Conversely, it’s the high cost of data that has held up mobile content delivery. The cost is too high for the average teen to afford – or their phone isn’t geared properly – and the agencies haven’t been creative enough in proposing brand-subsidized content-delivery platforms. But this will all change too.
Q6. Where are the best mobile places for brands to find teens?
I hate to sound simple, but beyond the mobile gaming portals for the hardcore, SMS remains the most efficient way to reach consumers via their phone.
Downloadable applications are proving popular with iPhone users – with lots of choice, range of free and fee, easy payment solution, good bill tracking and customer service, it sets a good standard for others to follow.
However, Asia is brimming with fantastic mobile partners, platforms and applications – so the mobile Web will really take off as mobile operators start to open up the gateway.
Q7. What needs to happen to open up the teen mobile marketing potential beyond SMS and downloads?
There needs to be more subsidized content – paid for by sponsors – for a start, more accessible subscription-streaming services that are meaningful to a teen, and reward programs. If we start with the premise that teens have little cash and work backwards, the ideas will flow more easily.
We have to make it possible for young consumers to use mobile data services, as they do in Korea and Japan. Think super-fast, always on, streaming data on your phone. It’s only industry barriers that stops this being reality across Asia.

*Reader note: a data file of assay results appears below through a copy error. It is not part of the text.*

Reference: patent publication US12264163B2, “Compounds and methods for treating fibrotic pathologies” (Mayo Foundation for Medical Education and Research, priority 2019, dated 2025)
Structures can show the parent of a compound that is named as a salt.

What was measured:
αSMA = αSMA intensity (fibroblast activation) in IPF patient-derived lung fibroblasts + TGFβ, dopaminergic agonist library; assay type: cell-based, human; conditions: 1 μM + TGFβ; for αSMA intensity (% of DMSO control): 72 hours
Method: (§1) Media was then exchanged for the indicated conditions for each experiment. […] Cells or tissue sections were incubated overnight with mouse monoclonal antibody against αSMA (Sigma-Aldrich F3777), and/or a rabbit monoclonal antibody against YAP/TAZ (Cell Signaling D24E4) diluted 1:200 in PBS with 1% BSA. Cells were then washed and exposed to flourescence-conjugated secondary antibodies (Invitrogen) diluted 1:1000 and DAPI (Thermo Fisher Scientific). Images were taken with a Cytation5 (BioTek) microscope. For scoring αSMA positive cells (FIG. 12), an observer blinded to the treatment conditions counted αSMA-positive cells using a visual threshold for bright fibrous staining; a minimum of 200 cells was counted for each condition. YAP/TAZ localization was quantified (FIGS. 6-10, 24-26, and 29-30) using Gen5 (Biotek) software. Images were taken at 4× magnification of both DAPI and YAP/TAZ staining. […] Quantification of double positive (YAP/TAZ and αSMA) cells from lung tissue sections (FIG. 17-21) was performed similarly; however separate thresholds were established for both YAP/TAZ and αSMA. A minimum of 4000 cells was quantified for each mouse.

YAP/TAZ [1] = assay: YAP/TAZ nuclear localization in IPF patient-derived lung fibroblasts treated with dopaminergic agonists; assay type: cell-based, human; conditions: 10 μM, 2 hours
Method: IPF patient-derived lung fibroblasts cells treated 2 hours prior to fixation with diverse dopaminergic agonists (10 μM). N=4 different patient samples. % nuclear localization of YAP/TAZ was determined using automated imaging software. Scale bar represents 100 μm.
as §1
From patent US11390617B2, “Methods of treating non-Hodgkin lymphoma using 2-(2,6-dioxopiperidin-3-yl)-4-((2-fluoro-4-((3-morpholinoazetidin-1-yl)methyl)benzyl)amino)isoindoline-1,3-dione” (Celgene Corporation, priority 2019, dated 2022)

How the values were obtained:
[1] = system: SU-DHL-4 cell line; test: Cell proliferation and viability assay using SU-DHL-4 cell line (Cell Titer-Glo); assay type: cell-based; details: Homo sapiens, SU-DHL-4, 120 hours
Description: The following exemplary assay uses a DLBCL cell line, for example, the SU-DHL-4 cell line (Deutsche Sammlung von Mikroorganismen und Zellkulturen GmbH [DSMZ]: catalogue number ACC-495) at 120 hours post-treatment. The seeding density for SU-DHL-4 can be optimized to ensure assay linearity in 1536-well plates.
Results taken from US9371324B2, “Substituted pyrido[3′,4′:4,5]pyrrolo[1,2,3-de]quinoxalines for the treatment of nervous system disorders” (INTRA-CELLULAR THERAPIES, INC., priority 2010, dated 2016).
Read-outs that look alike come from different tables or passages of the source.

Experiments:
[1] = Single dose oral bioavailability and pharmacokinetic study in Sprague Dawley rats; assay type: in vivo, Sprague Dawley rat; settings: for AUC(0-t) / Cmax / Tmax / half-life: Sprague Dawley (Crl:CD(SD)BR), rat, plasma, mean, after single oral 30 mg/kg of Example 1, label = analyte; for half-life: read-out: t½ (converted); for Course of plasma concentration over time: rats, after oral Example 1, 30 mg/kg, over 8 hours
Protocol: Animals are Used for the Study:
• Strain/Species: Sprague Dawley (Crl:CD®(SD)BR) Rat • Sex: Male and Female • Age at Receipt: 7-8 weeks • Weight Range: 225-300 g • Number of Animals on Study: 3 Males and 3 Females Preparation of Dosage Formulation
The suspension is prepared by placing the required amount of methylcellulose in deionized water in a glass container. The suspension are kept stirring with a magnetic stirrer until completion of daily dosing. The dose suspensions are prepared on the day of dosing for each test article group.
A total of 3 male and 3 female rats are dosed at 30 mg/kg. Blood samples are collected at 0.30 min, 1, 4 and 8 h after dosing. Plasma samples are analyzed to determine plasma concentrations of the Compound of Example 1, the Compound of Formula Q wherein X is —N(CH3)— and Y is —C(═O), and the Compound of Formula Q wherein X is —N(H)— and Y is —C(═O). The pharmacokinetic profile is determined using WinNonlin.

Q8. So is it all about giveaways?
For the average teen, it has to be free or as close to as possible. Promotions involving free minutes are being spoken of widely. Friendster, for example, is discussing free-minutes promotions with brand and mobile partners, and possibilities using the newly launched Friendster virtual wallet.
Q9. What are teens prepared to pay for?
They won’t pay for something they can get any other way for free – legally or otherwise. And in my experience, teens will take the free game for example over the fee-based alternative in most cases.
Q10. What are the pitfalls of targeting teens?
On a personal note, I am a huge advocate of not over-marketing to teens. With fewer protection and privacy laws across most of Asia (compared to Europe particularly), the market is open for exploitation. Advisory Boards, advocacy groups and the like are needed to keep rogue agencies in check. You only have to be the parent of a pre-teen to see how close to the bone things can get.
Q11. What else should mobile marketers know about teens?
Here in Asia less than 50 percent of the population are online, with some countries as low as 15 percent. Yet more than 80 percent of the teen market has a mobile in their pocket, albeit it mostly a pre-paid segment and with all the pricing issues mentioned above, that’s a lot of people with a phone. It’s always with them, always on and in constant use.
From here, the only way is up. Look to Korea and Japan: that will be the rest of Asia within the next year or so. It’s already happened in Singapore and Hong Kong, and is rapidly on the move in China and Vietnam.
Further reading on mobile marketing to teens: